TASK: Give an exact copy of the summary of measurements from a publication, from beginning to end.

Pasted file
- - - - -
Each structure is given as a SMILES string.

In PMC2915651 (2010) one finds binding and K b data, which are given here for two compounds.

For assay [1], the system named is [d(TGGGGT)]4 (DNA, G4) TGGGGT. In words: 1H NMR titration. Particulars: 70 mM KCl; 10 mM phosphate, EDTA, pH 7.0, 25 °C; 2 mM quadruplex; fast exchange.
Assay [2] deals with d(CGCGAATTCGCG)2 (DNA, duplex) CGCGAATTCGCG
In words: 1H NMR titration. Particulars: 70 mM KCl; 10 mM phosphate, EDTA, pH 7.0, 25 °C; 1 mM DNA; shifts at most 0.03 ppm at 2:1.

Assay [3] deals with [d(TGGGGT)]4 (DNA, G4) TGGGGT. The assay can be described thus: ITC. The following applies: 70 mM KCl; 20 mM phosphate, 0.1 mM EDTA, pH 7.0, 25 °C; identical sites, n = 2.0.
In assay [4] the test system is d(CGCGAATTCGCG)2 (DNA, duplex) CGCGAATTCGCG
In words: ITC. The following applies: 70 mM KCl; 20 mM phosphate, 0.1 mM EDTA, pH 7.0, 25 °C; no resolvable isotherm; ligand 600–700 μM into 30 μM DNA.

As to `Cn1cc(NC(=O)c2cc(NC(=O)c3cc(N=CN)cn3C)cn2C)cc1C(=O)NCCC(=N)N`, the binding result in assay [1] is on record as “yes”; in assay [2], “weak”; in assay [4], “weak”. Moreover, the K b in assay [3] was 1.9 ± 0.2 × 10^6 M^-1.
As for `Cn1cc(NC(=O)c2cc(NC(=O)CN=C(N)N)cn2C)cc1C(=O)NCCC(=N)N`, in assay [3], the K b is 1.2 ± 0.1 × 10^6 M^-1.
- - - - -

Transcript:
Each structure is given as a SMILES string.

In PMC2915651 (2010) one finds binding and K b data, which are given here for two compounds.

For assay [1], the system named is [d(TGGGGT)]4 (DNA, G4) TGGGGT. In words: 1H NMR titration. Particulars: 70 mM KCl; 10 mM phosphate, EDTA, pH 7.0, 25 °C; 2 mM quadruplex; fast exchange.
Assay [2] deals with d(CGCGAATTCGCG)2 (DNA, duplex) CGCGAATTCGCG
In words: 1H NMR titration. Particulars: 70 mM KCl; 10 mM phosphate, EDTA, pH 7.0, 25 °C; 1 mM DNA; shifts at most 0.03 ppm at 2:1.

Assay [3] deals with [d(TGGGGT)]4 (DNA, G4) TGGGGT. The assay can be described thus: ITC. The following applies: 70 mM KCl; 20 mM phosphate, 0.1 mM EDTA, pH 7.0, 25 °C; identical sites, n = 2.0.
In assay [4] the test system is d(CGCGAATTCGCG)2 (DNA, duplex) CGCGAATTCGCG
In words: ITC. The following applies: 70 mM KCl; 20 mM phosphate, 0.1 mM EDTA, pH 7.0, 25 °C; no resolvable isotherm; ligand 600–700 μM into 30 μM DNA.

As to `Cn1cc(NC(=O)c2cc(NC(=O)c3cc(N=CN)cn3C)cn2C)cc1C(=O)NCCC(=N)N`, the binding result in assay [1] is on record as “yes”; in assay [2], “weak”; in assay [4], “weak”. Moreover, the K b in assay [3] was 1.9 ± 0.2 × 10^6 M^-1.
As for `Cn1cc(NC(=O)c2cc(NC(=O)CN=C(N)N)cn2C)cc1C(=O)NCCC(=N)N`, in assay [3], the K b is 1.2 ± 0.1 × 10^6 M^-1.